Pakistan says NY suspect probably didn't act alone
UPDATED: Friday, April 13, 2012 - 9:53am
KARACHI/BEIJING (Reuters) – Pakistan said on Thursday it was unlikely a Pakistani-American arrested over a failed plot to bomb New York's Times Square had acted alone.
Investigations in Pakistan had uncovered possible links between the suspect, Faisal Shahzad, 30, the Pakistani Taliban and a Kashmiri Islamist group, officials and news reports said.
"According to the available information he says it was his individual act," Interior Minister Rehman Malik told Reuters in an interview in Beijing. "I would not tend to believe that."
The Pakistani Taliban Sunday claimed responsibility for Saturday's attempted car bomb attack, but New York police said they had no evidence to support the claim. Taliban spokesman Azam Tariq Thursday denied links with Shahzad.
"We have nothing to do with him," Tariq told Reuters by telephone from an undisclosed location. "We never imparted any training to him."
Pakistani security officials said that Shahzad, who is suspected of driving an explosives-laden SUV into Times Square, was close to Jaish-e-Mohammad, a group fighting Indian forces in the disputed territory of Kashmir and which also has ties to al Qaeda and the Pakistani Taliban.
"The people who have been picked up do have links to Jaish and have also been in touch with Shahzad during his visits here," a Pakistani security official in Karachi told Reuters.
The official was referring to Mohammad Rehan, a friend of Shahzad, who was detained Tuesday after leaving the Bat'ha Mosque in Karachi. Other associates, including Shahzad's father-in-law, have also been detained in Karachi, according to CNN.
The mosque is said to have links to Jaish and neighbors tell of visits by its leaders.
U.S. investigators are also taking a "hard look" at possible ties between Shahzad and the Tehrik-e-Taliban Pakistan (TTP), the Taliban Movement of Pakistan, a U.S. official said Wednesday.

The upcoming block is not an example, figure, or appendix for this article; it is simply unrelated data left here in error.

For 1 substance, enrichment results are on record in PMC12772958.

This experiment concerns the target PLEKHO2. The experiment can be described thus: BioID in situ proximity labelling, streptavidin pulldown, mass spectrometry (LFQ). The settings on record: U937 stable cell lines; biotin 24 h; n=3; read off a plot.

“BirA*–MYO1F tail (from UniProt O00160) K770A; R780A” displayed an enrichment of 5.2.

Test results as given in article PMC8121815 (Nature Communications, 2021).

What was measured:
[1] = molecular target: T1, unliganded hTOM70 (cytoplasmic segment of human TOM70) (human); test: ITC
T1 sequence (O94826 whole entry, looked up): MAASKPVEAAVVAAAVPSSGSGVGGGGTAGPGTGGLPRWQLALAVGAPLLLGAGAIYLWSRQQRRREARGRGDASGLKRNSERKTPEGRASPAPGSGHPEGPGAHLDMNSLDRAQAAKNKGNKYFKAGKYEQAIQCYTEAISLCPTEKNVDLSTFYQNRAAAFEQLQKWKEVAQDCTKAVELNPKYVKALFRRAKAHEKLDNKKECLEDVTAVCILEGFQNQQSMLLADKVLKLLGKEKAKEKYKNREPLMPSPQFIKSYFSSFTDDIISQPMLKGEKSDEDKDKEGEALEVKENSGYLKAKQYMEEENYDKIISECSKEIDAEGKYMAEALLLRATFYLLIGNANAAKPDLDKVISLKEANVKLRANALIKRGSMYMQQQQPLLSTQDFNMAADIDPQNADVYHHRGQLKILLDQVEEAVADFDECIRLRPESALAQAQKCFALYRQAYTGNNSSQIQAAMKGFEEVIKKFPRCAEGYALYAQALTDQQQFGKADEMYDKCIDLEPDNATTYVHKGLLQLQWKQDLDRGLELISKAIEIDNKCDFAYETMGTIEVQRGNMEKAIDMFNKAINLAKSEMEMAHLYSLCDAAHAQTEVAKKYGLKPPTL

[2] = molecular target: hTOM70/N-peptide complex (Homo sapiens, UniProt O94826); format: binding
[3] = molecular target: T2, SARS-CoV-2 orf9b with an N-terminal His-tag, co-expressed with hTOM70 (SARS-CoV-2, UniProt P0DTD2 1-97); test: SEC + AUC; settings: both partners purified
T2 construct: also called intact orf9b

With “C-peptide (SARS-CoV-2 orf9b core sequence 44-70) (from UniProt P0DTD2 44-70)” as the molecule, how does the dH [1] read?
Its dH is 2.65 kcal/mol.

"It is a known fact that the mosque (in Karachi) has been a recruiting ground for Jaish and many people have been sent to the tribal areas (home to the TTP) for training," a second Pakistani security official told Reuters.
The official said several men recruited through the mosque had fought against the military during recent offensives against the TTP.
"It may not be a surprise if the people associated with the mosque, or those who come here for recruitment, are linked with the TTP," he said.
The U.S. official agreed. "TTP is entirely plausible, but we're not ruling out other groups," the official said, speaking on condition of anonymity.
If confirmed that the Taliban in Pakistan sponsored the attempted bombing in New York, it would be the group's first attack on U.S. soil.
PARENTS' WHEREABOUTS UNKNOWN
The United States had asked Pakistan for help in investigating the failed bomb plot, the Washington Post reported Thursday, and is preparing a detailed request for urgent and specific assistance to be presented by the end of the week.
Pakistan was ready to give them "every help, full support" to bring the culprits to justice, Malik said.
The United States has also asked to interview Shahzad's parents, the Post reported, quoting a Pakistani official who said their whereabouts are still unknown.
Shahzad was arrested Monday night after he was removed from an Emirates plane at New York's John F. Kennedy International Airport that was about to depart for Dubai. He had been on his way back to Pakistan.
Shahzad, who was born in Pakistan and became a U.S. citizen last year, has been charged with attempting to use a weapon of mass destruction and trying to kill and maim people within the United States as well as other counts.
U.S. prosecutors said Shahzad, the son of a retired Pakistani air vice-marshal, had admitted receiving bomb-making training in a Taliban and al Qaeda stronghold in Pakistan. A law enforcement source said investigators believed the Pakistani Taliban financed that training.
Shahzad waived his right to an initial court appearance within 48 hours of his arrest and other U.S. constitutional rights, a U.S. official and sources said. He faces life in prison if convicted of the charges against him, unless he negotiates a lesser sentence in exchange for cooperation.